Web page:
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7-Business: U.S. announces two new agriculture initiatives to aid Africa



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   "'Farmers who once produced enough for themselves are now having to
    face declining productivity,' and with that, the Kenyan [Deputy
    Minister of Trade and Industry] warned, 'they are bound to go into
    forested areas [and] cut down trees to expand their farming. What we
    have seen is accelerated deforestation in most African countries' as
    a result, he said. Syon'goh also called on African farmers to
    'embrace biotechnology' in order to improve productivity by the
    hectare and to make farming a viable occupation."
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-------------------------------- GENET-news -------------------------------

TITLE:  U.S. Announces Two New Agriculture Initiatives To Aid Africa
        Agriculture is key discussion topic at African trade forum in Dakar
SOURCE: Washington File, USA, by Charles Corey
        http://usinfo.state.gov/usinfo/Archive/2005/Jul/19-966715.html
DATE:   19 Jul 2005

------------------- archive: http://www.genet-info.org/ -------------------


U.S. Announces Two New Agriculture Initiatives To Aid Africa
Agriculture is key discussion topic at African trade forum in Dakar

Dakar, Senegal -- The United States and the countries of sub-Saharan
Africa have much in common -- all want to see their own economies prosper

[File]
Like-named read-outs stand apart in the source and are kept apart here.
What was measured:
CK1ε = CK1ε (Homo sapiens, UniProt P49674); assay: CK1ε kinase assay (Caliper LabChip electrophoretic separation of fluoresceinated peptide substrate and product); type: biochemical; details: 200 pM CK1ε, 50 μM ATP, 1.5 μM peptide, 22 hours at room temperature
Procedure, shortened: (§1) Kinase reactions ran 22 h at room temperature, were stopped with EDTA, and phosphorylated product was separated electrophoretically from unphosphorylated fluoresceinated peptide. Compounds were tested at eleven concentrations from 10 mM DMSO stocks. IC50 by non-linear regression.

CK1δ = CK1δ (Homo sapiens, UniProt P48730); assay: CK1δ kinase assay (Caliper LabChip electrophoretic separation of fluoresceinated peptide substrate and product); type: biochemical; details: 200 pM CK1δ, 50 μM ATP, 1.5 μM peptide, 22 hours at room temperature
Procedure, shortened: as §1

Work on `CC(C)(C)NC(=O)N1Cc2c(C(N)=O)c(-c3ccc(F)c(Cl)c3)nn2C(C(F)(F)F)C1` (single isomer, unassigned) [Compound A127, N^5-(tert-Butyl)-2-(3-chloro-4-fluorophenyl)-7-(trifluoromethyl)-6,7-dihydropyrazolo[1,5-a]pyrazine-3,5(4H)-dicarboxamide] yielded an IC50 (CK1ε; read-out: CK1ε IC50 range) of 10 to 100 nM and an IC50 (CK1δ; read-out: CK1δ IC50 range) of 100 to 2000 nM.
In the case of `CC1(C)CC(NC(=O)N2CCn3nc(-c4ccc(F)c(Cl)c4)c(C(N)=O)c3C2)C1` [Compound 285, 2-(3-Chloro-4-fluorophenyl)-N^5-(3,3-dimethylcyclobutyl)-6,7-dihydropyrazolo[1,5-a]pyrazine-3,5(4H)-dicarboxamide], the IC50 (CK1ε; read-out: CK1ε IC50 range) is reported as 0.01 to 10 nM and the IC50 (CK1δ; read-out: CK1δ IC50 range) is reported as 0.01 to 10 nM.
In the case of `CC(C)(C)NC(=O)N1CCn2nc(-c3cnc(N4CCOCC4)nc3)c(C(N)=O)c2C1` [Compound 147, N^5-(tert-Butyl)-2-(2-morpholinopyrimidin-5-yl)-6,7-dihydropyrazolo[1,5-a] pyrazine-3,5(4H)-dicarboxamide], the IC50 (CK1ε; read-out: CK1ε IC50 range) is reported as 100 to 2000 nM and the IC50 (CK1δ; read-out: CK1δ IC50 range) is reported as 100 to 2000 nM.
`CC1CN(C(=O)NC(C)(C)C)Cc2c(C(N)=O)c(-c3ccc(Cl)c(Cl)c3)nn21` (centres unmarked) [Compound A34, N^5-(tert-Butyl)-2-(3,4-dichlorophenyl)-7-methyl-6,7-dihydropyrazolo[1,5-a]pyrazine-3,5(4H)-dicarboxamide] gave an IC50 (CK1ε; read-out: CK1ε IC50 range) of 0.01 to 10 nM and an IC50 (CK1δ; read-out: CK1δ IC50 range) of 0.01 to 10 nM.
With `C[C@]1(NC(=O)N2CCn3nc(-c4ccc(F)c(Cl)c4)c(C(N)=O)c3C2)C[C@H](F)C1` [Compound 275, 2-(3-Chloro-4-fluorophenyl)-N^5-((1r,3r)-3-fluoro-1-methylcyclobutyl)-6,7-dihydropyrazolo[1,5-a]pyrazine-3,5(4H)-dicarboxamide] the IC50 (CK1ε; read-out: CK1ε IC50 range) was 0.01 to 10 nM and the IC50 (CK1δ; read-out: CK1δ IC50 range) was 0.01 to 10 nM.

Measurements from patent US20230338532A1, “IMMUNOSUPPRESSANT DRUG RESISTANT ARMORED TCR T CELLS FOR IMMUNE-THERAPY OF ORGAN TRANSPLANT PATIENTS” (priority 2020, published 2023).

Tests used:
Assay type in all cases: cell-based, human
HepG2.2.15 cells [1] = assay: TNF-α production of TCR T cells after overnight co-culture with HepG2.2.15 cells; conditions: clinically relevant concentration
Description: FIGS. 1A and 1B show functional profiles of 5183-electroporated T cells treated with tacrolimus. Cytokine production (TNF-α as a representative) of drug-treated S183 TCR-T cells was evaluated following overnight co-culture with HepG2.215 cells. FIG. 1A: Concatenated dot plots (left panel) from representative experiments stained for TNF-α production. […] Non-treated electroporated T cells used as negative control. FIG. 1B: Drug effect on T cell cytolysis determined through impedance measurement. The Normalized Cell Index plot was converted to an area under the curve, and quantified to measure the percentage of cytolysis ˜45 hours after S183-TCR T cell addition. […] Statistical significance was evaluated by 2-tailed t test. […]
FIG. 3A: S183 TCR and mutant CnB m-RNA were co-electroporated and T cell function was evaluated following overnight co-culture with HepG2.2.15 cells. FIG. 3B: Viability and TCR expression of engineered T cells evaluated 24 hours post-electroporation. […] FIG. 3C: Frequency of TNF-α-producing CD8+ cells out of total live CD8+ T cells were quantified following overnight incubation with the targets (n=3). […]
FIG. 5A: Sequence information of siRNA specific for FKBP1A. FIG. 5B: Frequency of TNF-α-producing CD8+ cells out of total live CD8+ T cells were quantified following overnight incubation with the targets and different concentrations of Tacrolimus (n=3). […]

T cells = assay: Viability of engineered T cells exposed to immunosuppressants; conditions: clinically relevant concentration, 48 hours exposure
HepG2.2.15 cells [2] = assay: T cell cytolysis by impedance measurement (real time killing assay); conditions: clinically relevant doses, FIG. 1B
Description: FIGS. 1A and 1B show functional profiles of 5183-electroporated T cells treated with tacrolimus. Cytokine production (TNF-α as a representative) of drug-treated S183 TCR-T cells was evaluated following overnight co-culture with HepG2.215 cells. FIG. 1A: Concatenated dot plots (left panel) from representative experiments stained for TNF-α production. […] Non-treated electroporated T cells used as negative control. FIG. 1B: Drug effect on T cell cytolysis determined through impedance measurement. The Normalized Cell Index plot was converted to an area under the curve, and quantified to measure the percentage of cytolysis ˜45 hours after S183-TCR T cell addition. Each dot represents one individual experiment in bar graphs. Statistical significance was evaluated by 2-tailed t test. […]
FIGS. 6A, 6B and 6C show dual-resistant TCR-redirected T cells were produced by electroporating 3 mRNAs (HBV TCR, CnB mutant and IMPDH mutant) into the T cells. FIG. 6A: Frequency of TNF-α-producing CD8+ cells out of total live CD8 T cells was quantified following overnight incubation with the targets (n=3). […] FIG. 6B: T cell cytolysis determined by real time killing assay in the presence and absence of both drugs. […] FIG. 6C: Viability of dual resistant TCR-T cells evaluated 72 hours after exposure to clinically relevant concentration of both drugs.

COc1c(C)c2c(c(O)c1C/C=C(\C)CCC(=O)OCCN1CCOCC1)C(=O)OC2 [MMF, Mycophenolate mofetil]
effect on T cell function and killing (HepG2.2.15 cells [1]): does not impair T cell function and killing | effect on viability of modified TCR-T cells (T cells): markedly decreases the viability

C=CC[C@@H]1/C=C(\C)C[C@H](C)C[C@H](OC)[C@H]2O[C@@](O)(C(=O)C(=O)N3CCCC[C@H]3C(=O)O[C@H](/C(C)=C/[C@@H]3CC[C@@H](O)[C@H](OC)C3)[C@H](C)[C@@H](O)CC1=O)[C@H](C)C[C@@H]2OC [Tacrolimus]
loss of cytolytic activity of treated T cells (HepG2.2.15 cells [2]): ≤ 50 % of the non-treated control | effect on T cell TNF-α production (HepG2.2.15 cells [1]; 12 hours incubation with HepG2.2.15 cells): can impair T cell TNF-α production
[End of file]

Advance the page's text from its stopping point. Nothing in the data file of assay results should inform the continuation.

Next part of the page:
and help their agribusinesses succeed in the international marketplace,
U.S. Agriculture Secretary Mike Johanns told the African Growth and
Opportunity Act (AGOA) Forum July 19 as he announced two new agriculture
initiatives for Africa.

Johanns told attendees at the Dakar meeting that the U.S. Department of
Agriculture (USDA), in cooperation with the U.S. Agency for International
Development, will develop and implement a trade enhancement program to
help Africa's raw agricultural products enter the global market by
improving the capacity of African producers to meet international plant
and health requirements.

Additionally, he said, USDA will sponsor a trade-and-investment mission
later this year to southern Africa to encourage joint ventures, support
bilateral trade and boost investment in Africa's rich agricultural
sector. More trade and investment missions are planned for other regions
as well in 2006, he said.

USDA, he added, has also been working on a new program to encourage